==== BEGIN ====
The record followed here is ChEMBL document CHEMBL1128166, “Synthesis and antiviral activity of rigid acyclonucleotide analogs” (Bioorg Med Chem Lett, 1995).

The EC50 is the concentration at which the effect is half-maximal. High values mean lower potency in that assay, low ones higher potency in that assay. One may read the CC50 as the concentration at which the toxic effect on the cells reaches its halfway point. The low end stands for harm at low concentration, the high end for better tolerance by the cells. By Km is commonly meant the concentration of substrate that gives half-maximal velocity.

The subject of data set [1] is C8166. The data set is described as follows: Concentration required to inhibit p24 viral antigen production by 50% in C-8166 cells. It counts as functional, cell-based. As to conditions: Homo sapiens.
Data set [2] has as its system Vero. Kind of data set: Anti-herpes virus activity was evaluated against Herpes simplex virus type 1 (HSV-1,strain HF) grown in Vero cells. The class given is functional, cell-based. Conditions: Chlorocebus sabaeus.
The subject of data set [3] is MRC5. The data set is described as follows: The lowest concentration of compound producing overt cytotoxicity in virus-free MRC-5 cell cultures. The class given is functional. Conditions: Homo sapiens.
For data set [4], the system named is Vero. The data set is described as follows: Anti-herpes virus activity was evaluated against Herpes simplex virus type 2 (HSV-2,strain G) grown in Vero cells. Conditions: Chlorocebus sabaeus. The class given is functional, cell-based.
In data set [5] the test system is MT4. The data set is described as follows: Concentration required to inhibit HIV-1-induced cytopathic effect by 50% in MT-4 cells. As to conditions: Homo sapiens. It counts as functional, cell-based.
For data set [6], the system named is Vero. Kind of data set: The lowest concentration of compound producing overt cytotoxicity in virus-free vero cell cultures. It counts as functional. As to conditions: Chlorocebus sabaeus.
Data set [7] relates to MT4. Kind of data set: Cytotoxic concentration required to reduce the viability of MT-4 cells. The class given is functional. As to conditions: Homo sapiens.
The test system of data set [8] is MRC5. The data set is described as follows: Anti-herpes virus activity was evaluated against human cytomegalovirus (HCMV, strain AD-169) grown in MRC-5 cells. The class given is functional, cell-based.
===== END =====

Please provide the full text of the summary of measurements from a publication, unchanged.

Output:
The record followed here is ChEMBL document CHEMBL1128166, “Synthesis and antiviral activity of rigid acyclonucleotide analogs” (Bioorg Med Chem Lett, 1995).

The EC50 is the concentration at which the effect is half-maximal. High values mean lower potency in that assay, low ones higher potency in that assay. One may read the CC50 as the concentration at which the toxic effect on the cells reaches its halfway point. The low end stands for harm at low concentration, the high end for better tolerance by the cells. By Km is commonly meant the concentration of substrate that gives half-maximal velocity.

The subject of data set [1] is C8166. The data set is described as follows: Concentration required to inhibit p24 viral antigen production by 50% in C-8166 cells. It counts as functional, cell-based. As to conditions: Homo sapiens.
Data set [2] has as its system Vero. Kind of data set: Anti-herpes virus activity was evaluated against Herpes simplex virus type 1 (HSV-1,strain HF) grown in Vero cells. The class given is functional, cell-based. Conditions: Chlorocebus sabaeus.
The subject of data set [3] is MRC5. The data set is described as follows: The lowest concentration of compound producing overt cytotoxicity in virus-free MRC-5 cell cultures. The class given is functional. Conditions: Homo sapiens.
For data set [4], the system named is Vero. The data set is described as follows: Anti-herpes virus activity was evaluated against Herpes simplex virus type 2 (HSV-2,strain G) grown in Vero cells. Conditions: Chlorocebus sabaeus. The class given is functional, cell-based.
In data set [5] the test system is MT4. The data set is described as follows: Concentration required to inhibit HIV-1-induced cytopathic effect by 50% in MT-4 cells. As to conditions: Homo sapiens. It counts as functional, cell-based.
For data set [6], the system named is Vero. Kind of data set: The lowest concentration of compound producing overt cytotoxicity in virus-free vero cell cultures. It counts as functional. As to conditions: Chlorocebus sabaeus.
Data set [7] relates to MT4. Kind of data set: Cytotoxic concentration required to reduce the viability of MT-4 cells. The class given is functional. As to conditions: Homo sapiens.
The test system of data set [8] is MRC5. The data set is described as follows: Anti-herpes virus activity was evaluated against human cytomegalovirus (HCMV, strain AD-169) grown in MRC-5 cells. The class given is functional, cell-based.